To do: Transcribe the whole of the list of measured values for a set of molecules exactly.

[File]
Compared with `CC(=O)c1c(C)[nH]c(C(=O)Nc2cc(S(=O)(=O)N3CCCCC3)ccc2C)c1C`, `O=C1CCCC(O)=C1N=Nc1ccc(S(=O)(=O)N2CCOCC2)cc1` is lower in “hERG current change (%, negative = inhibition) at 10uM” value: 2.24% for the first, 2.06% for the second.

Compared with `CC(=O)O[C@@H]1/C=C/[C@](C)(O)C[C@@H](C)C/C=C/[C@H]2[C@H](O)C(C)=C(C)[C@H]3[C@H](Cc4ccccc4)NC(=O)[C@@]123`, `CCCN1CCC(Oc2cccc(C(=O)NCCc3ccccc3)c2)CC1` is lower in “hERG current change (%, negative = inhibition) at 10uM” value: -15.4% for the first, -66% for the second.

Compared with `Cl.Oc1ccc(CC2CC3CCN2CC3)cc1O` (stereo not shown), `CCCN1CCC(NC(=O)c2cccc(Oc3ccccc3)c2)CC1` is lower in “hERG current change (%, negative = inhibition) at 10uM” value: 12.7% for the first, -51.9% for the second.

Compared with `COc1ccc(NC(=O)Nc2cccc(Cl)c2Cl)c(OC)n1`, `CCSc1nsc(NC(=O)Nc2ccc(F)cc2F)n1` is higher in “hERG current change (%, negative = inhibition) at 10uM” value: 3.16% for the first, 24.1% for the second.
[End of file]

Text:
Compared with `CC(=O)c1c(C)[nH]c(C(=O)Nc2cc(S(=O)(=O)N3CCCCC3)ccc2C)c1C`, `O=C1CCCC(O)=C1N=Nc1ccc(S(=O)(=O)N2CCOCC2)cc1` is lower in “hERG current change (%, negative = inhibition) at 10uM” value: 2.24% for the first, 2.06% for the second.

Compared with `CC(=O)O[C@@H]1/C=C/[C@](C)(O)C[C@@H](C)C/C=C/[C@H]2[C@H](O)C(C)=C(C)[C@H]3[C@H](Cc4ccccc4)NC(=O)[C@@]123`, `CCCN1CCC(Oc2cccc(C(=O)NCCc3ccccc3)c2)CC1` is lower in “hERG current change (%, negative = inhibition) at 10uM” value: -15.4% for the first, -66% for the second.

Compared with `Cl.Oc1ccc(CC2CC3CCN2CC3)cc1O` (stereo not shown), `CCCN1CCC(NC(=O)c2cccc(Oc3ccccc3)c2)CC1` is lower in “hERG current change (%, negative = inhibition) at 10uM” value: 12.7% for the first, -51.9% for the second.

Compared with `COc1ccc(NC(=O)Nc2cccc(Cl)c2Cl)c(OC)n1`, `CCSc1nsc(NC(=O)Nc2ccc(F)cc2F)n1` is higher in “hERG current change (%, negative = inhibition) at 10uM” value: 3.16% for the first, 24.1% for the second.